A Salt Lake company will manufacture a new line of firearms that have practically no recoil, says Windell Davidson, president and chairman of the board of Diamond D Firearms Inc.
Davidson, a Rawlins, Wyo., inventor and gunsmith, said he started working on his recoil-reduction process 10 years ago and has developed big game rifles of .30-06 and larger calibers that have recoil similar to .22-caliber rifles.His process involves putting mathematically engineered holes in the top of the barrel about an inch to 2 inches from the end of the muzzle and machining recessed chambers inside the end of the barrel. This process allows the gases that are created when a cartridge is fired to work in opposition to the normal recoil created by the bullet's energy.
"Newton's law says that for every action there is an opposite and equal reaction," Davidson said. "This means that big-caliber rifles and shotguns slam back into your shoulder, often painfully. Big-bore pistols kick in your hand when they are fired, sometimes jumping upward so it takes additional time to get back on target."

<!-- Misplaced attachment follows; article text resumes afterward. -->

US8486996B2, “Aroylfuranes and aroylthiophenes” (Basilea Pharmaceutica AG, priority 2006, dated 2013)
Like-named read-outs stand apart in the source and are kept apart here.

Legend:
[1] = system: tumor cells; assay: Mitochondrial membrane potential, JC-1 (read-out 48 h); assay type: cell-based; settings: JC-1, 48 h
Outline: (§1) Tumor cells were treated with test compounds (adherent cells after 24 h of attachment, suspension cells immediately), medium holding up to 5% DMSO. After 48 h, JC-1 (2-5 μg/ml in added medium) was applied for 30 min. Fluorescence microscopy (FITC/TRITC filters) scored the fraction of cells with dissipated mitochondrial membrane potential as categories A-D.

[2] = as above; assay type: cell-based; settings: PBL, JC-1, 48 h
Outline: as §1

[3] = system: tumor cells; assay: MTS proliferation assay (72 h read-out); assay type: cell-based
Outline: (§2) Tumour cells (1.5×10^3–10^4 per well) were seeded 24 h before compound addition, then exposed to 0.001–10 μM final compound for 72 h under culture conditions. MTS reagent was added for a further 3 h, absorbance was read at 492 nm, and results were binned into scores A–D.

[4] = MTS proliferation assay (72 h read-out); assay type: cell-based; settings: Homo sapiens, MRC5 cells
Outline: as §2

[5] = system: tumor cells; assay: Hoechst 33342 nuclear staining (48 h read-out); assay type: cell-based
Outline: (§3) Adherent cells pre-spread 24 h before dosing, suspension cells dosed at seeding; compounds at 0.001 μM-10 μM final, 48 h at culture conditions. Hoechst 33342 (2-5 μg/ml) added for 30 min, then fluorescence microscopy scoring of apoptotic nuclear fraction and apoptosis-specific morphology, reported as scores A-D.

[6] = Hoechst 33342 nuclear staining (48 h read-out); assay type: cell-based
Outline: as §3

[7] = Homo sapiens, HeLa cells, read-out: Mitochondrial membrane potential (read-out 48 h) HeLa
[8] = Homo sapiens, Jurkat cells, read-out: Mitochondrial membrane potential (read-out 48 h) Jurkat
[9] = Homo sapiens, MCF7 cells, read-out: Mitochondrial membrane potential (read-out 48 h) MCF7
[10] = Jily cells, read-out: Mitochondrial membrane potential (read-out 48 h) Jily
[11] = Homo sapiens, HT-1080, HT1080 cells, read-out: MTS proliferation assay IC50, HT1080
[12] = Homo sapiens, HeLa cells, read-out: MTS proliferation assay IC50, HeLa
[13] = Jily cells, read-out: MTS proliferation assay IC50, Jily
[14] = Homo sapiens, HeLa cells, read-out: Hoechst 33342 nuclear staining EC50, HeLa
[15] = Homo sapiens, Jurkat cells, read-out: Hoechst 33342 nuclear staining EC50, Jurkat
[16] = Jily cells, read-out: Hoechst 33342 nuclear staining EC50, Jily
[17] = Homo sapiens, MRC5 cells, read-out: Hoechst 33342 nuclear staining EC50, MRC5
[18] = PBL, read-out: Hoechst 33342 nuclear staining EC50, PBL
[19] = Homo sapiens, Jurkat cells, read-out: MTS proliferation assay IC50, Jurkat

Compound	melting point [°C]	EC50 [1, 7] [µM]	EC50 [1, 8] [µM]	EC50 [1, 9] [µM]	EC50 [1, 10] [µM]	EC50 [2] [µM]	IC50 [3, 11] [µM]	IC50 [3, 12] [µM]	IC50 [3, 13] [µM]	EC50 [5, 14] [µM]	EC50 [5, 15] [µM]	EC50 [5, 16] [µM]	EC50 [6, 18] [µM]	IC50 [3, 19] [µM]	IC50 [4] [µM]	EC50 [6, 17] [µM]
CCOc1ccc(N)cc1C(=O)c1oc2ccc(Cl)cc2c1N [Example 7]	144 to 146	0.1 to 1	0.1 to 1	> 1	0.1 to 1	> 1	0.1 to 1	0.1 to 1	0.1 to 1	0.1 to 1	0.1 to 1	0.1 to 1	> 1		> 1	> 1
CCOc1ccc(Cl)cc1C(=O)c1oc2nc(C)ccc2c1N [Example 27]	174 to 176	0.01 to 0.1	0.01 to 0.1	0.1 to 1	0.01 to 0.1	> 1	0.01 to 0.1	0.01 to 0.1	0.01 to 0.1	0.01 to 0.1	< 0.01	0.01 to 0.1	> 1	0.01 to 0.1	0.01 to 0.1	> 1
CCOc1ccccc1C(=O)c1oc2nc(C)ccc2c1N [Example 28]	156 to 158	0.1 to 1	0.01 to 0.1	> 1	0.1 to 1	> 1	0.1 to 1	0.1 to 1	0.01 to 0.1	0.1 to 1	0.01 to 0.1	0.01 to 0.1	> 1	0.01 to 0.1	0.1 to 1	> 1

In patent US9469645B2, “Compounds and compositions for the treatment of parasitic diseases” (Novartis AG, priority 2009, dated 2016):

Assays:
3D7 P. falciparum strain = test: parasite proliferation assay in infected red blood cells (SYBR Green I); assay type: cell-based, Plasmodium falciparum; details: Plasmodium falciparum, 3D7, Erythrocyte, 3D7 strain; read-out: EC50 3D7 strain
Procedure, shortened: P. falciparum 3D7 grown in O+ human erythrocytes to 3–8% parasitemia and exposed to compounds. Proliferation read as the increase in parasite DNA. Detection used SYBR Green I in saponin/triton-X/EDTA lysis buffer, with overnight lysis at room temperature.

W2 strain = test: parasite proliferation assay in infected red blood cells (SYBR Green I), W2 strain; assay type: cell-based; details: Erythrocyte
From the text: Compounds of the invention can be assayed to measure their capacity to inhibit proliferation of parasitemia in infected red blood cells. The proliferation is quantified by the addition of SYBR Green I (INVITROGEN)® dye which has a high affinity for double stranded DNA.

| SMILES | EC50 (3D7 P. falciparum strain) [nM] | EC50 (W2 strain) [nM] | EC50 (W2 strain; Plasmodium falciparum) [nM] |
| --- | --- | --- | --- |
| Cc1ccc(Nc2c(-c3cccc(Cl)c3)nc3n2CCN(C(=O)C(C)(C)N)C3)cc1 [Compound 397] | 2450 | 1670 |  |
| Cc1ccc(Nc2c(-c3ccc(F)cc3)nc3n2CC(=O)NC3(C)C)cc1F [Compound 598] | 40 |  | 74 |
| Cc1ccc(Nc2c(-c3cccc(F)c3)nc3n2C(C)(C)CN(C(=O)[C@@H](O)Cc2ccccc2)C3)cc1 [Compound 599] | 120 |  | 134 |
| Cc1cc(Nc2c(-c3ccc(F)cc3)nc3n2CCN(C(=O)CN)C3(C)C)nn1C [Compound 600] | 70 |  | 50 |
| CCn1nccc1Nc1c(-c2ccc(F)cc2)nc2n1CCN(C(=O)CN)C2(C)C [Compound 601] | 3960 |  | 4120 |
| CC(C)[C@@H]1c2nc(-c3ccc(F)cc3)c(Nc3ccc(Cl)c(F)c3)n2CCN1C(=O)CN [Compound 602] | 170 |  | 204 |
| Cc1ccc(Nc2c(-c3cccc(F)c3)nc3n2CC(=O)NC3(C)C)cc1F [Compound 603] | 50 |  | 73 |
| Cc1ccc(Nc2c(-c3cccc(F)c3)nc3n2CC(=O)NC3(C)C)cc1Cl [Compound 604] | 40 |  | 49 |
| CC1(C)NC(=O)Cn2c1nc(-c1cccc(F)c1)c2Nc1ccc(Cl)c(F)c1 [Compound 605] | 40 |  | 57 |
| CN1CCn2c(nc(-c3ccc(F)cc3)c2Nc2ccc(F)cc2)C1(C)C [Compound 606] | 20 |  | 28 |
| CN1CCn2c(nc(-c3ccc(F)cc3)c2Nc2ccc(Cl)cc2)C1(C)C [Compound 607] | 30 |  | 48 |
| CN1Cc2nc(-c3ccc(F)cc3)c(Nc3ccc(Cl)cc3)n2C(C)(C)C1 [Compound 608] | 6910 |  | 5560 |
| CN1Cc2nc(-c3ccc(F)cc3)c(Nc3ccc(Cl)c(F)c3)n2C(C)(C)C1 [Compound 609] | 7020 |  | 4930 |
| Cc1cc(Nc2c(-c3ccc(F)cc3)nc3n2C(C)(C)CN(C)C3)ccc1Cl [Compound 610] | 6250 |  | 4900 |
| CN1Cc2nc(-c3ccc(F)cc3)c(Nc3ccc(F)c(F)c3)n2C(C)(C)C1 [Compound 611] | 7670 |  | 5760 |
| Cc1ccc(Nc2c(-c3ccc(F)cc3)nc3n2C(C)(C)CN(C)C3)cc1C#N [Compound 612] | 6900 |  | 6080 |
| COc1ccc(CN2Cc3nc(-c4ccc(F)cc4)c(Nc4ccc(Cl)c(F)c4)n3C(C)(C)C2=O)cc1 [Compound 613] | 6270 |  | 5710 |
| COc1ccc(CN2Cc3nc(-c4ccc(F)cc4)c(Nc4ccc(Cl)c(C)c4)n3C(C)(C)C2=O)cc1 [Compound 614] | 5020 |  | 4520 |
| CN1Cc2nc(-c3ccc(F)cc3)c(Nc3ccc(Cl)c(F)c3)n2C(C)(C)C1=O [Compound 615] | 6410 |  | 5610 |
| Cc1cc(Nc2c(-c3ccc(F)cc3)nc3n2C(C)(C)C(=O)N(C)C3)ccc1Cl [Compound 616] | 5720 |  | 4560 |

He said his recoil reduction methods cause the normal barrel jump of big-bore firearms and the shoulder slam of big-caliber rifles and shotguns to practically disappear.
"Women and youths can now handle any big-caliber firearms with ease. And recoil-sensitive men will find hunting, target shooting and trap shooting a lot more fun now."
Davidson said his process has applications in military weapons and in other areas in industry. "We can greatly reduce the recoil of up to 16-inch cannons and other guns used on tanks, ships and airplanes."
Company officials said they will test some of their guns at Hercules Inc. to measure not only recoil, but bullet velocity and energy. "Our tests have shown no appreciable reduction in bullet speed or energy using our recoil reduction process," Davidson said.
"On the contrary, the reduction in recoil is a boon to target shooters. The elimination of recoil makes accurate shooting much easier."
He said he is making guns for international rifle competitors and while his process does not violate any competition rules, "I expect there will be some controversy over the use of my guns because they will enable those using them to fire heavy centerfire bullets easily."